Special Programs (SP) - Archived
MIT OpenCourseWare (MIT OCW) has set a goal of publishing virtually all of MIT's courses, whether or not they fall inside the traditional academic departments. Thus, in the interest of providing MIT OCW users a view of MIT's entire curriculum, we now offer users access to a collection of "Special Program" or "SP" courses.
MIT is organized into five schools - Architecture and Planning, Engineering, Humanities, Arts, and Social Sciences, Management, and Science - and the Whitaker College of Health Sciences and Technology. Within these are 33 degree-granting departments, programs, and divisions.
In addition, a great deal of teaching and learning takes place in interdisciplinary programs, laboratories, and centers whose course work extends beyond traditional departmental boundaries. The MIT School of Humanities, Arts, and Social Sciences, for example, offers a number of undergraduate academic programs embracing several disciplines. In general, these programs are staffed collaboratively by faculty members from various departments and fields in the School of Humanities, Arts, and Social Sciences and, in some cases, from MIT's other four schools as well.
A number of fields in science, engineering, architecture, and the humanities, arts, and social sciences offer minor programs. These minors are cohesive programs providing significant experience in their disciplines.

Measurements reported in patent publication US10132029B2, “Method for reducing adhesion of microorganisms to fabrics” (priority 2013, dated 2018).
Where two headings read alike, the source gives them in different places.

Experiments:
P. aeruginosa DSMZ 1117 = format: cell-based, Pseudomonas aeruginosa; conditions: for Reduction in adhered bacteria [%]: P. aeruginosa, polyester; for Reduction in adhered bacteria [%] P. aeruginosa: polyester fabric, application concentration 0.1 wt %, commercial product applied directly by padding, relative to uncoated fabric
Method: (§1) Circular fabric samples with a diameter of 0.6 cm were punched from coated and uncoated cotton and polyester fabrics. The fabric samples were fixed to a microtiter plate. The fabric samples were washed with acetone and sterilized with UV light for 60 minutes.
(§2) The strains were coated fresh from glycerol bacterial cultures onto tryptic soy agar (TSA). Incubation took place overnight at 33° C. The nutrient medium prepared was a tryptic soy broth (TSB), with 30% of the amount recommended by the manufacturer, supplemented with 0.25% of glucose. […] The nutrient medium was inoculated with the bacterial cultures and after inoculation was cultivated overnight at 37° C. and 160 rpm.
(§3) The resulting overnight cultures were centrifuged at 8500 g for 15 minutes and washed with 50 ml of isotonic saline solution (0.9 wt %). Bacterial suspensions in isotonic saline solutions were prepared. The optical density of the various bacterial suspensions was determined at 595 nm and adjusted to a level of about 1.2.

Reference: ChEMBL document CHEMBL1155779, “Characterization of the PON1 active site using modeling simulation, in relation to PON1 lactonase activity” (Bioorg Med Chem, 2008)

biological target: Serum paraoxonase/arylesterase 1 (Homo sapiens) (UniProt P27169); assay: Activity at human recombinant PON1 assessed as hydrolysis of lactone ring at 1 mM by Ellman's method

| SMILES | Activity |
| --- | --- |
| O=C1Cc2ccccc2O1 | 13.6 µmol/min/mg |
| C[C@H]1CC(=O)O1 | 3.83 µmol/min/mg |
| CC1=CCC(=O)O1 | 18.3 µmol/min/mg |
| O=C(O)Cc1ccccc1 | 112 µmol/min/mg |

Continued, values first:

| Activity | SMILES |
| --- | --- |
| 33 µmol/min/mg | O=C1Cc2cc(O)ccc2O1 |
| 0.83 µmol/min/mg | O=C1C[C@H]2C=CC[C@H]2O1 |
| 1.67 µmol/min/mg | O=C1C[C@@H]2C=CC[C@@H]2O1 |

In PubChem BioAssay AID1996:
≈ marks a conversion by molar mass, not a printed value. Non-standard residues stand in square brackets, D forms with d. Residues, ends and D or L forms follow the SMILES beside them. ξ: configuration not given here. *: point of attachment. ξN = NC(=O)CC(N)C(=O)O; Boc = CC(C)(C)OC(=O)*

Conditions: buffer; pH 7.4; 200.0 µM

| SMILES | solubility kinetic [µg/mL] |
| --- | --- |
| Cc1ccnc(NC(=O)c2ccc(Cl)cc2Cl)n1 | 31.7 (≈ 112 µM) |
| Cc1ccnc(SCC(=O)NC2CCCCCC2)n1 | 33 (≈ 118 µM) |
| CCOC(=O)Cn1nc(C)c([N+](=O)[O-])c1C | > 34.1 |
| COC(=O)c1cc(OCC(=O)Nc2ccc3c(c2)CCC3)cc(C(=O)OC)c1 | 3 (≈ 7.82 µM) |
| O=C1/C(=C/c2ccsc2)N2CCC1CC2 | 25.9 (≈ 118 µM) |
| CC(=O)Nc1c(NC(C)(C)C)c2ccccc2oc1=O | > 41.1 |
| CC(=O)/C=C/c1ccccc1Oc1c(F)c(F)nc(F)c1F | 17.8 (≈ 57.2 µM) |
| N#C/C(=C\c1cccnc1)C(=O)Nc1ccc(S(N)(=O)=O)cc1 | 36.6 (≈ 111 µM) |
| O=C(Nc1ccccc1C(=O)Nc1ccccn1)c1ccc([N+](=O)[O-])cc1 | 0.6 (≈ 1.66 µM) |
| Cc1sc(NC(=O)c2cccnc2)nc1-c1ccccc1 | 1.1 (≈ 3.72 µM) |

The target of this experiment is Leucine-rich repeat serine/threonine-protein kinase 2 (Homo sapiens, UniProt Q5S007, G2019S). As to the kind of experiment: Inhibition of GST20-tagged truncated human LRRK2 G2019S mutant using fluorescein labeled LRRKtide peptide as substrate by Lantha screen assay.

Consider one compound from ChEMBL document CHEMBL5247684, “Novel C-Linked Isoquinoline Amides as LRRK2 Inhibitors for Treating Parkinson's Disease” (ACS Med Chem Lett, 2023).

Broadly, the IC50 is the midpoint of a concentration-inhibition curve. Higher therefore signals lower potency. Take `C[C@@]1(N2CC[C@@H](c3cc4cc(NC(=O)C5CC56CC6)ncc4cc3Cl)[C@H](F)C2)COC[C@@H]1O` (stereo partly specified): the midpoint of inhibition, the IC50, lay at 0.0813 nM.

Many students augment their scheduled classes with individually planned academic activities. These activities include undergraduate research, special projects, internships, fieldwork, and co-op programs, and MIT offers a variety of course numbers for these activities. MIT also offers undergraduate seminars, in both the fall and spring terms, giving undergraduates an opportunity to interact closely with faculty on topics of current interest.
MIT OpenCourseWare materials are licensed by the Massachusetts Institute of Technology under a Creative Commons License .
(2007-06)This class will give students the chance to better the lives of others by improving wheelchairs and tricycles made in the developing world. According to the United States Agency for International Development, 20 million ...
(2005-12)A historical survey of the ways that people have interacted with their closest animal relatives, for example: hunting, domestication of livestock, worship of animal gods, exploitation of animal labor, scientific study of ...
(2007-06)This course is an introduction to many of the central issues in a branch of philosophy called philosophy of mind. Some of the questions we will discuss include the following. Can computers think? Is the mind an immaterial ...